I have been slowly reading through the Verizon Data Breach Report (which is awesome!) and one thing kept niggling at me. As I read through it, this popped into my mind: Are the numbers maybe skewed by just one or a couple huge cases?
My Hypothesis: Only one or a couple of breach cases are responsible for a huge majority of the records breached.
So I started taking notes and went back into the report a bit. Satisfied with my findings, I read on not 1 more page before the authors outright stated on page 32: “The top five breaches account for 93 percent of total records compromised.” Way to deflate my balloon!
Nonetheless, it does diminish the value of the graphs dealing with number or percent of records, which I think the authors acknowledged by keying more on the breaches and less on the records disclosed. So that’s good!
Following are the notes I had taken to investigate my hypothesis. They’re here mostly just to hear myself talk, and don’t necessarily have much actual use othewise. But feel free to read if you want.
90 breaches in the study (pg 6)
285,000,000 records involved (pg 6)
financial services account for 30% of the breaches (~30) (pg 6)
financial services account for 93% of the records (265,000,000) (pg7)
external sources account for about 93% of the records (266,788,000) (pg 11)
median of external records per breach is 37,847 (pg 11)
I’m going to guess that all of the meaningful financial services breaches occurred with external sources, considering the numbers above. This means that out of 30 breaches with a total record disclosure of 265,000,000, the average breach should be 8.8 million. If this were a normal distribution, the average and median should be similar, but they’re not even close. To me, this indicates just a couple large numbers, while many of the others were quite small.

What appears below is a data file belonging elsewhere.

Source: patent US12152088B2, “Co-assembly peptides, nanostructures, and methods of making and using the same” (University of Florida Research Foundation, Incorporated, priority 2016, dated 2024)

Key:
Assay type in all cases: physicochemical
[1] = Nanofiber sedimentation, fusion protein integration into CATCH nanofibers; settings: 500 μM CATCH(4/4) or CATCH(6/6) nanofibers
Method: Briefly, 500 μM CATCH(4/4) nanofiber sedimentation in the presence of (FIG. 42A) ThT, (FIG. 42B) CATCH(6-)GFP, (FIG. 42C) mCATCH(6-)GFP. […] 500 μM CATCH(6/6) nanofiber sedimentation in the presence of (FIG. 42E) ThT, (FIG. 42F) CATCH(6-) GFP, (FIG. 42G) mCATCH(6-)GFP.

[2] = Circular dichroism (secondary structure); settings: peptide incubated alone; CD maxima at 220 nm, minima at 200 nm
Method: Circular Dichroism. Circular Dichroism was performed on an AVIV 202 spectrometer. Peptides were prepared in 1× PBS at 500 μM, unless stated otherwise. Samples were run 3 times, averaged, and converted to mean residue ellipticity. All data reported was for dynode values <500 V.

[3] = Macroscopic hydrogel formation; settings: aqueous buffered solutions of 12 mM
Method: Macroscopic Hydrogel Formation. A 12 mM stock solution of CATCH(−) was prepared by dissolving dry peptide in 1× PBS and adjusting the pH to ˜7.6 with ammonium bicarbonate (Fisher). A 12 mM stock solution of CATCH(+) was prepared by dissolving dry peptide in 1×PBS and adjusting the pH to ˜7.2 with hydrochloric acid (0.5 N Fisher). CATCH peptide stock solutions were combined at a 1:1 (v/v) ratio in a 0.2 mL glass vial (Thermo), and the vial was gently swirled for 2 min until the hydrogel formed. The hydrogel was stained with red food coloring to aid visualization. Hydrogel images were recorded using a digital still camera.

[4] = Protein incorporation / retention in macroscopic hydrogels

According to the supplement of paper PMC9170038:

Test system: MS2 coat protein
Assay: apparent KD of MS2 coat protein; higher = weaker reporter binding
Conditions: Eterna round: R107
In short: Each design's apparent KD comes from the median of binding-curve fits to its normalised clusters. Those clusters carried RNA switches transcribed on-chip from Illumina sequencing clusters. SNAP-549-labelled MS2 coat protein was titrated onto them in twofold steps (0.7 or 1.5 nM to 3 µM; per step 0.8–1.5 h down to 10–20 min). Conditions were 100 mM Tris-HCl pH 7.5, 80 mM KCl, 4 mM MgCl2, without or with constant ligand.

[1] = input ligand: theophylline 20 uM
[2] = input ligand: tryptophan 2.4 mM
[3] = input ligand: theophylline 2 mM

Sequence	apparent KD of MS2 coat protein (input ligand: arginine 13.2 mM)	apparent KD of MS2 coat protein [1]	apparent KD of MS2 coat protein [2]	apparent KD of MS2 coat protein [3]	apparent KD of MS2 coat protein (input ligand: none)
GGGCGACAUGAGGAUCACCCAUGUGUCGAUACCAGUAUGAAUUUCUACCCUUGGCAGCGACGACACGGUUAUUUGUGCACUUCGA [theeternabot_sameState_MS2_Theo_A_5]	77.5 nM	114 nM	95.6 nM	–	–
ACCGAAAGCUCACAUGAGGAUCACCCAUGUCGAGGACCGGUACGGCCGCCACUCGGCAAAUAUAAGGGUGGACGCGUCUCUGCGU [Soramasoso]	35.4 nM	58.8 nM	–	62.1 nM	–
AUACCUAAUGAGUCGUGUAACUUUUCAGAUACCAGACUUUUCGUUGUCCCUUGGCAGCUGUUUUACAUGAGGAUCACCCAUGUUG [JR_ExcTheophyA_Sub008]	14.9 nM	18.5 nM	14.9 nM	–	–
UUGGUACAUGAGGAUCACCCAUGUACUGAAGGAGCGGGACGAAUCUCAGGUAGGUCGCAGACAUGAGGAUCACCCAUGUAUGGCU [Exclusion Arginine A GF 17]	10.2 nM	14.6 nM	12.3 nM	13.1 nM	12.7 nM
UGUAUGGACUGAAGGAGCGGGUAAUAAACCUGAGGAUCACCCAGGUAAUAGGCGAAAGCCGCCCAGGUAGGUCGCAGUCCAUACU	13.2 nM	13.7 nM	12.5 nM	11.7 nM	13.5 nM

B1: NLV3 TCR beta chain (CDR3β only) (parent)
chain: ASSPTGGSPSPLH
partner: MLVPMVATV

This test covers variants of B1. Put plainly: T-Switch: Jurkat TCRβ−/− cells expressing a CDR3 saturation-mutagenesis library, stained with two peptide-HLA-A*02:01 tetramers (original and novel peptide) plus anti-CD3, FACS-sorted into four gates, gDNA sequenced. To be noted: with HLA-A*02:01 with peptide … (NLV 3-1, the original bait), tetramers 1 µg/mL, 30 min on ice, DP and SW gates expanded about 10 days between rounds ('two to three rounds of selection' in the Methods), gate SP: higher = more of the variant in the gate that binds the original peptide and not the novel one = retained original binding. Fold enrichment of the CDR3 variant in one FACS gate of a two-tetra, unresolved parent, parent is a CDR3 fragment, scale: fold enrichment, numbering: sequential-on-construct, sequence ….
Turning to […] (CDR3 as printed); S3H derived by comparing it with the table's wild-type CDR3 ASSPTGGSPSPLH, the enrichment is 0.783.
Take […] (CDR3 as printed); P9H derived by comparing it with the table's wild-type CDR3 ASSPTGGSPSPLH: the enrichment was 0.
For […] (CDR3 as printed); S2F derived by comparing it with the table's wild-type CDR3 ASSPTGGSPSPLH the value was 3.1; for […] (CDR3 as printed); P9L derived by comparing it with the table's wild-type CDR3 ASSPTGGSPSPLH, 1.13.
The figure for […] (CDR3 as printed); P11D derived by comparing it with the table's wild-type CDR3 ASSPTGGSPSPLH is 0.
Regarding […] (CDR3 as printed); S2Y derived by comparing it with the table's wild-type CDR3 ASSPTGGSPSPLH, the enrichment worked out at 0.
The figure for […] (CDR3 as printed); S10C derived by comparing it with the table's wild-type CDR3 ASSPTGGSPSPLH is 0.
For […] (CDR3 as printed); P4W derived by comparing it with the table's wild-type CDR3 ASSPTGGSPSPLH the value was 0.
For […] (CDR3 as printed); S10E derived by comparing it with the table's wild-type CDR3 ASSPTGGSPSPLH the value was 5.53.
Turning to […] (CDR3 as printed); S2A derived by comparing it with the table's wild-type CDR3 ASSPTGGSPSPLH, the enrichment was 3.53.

95% of records were breached by an attack of high difficulty (pg 28)
There are some other numbers which indicate that there was really not just one single large incident, but at least a few. If there was just one large incident, these numbers would also be nearly 90%, but they’re not:
Financial services almost certainly were targeted by just the larger % types of hacking from the graph on page 17: SQL injection, improperly constrained or misconfigured ACLs, and unauthorized access via default or shared credentials. The attack was through a web application (79%) and remote access & mgmt (27%) and/or End-User Systems (26%). (pg 19) This could certainly indicate at least 2 major incidents that account for this huge number of records breaches in 2008. In fact, I wouldn’t be surprised if one large incident was due to a web app, and a second was a combination of remote access andend-user systems, with those two attacks being the huge majority of the records.
I’m actually surprised that no graph was presented which shows that a huge percentage of the records fell to targeted breaches, as that is what I suspect, at least with highly difficult breaches, anyway.
Certainly these couple financial services breaches housed online data, as 99.9% of all records were online data (pg 30), i.e. payment card records which were 98% of all records (pg 32).
Hell, page 32 confirms my suspicions: the top 5 breaches contribute 93% of all records. Doh!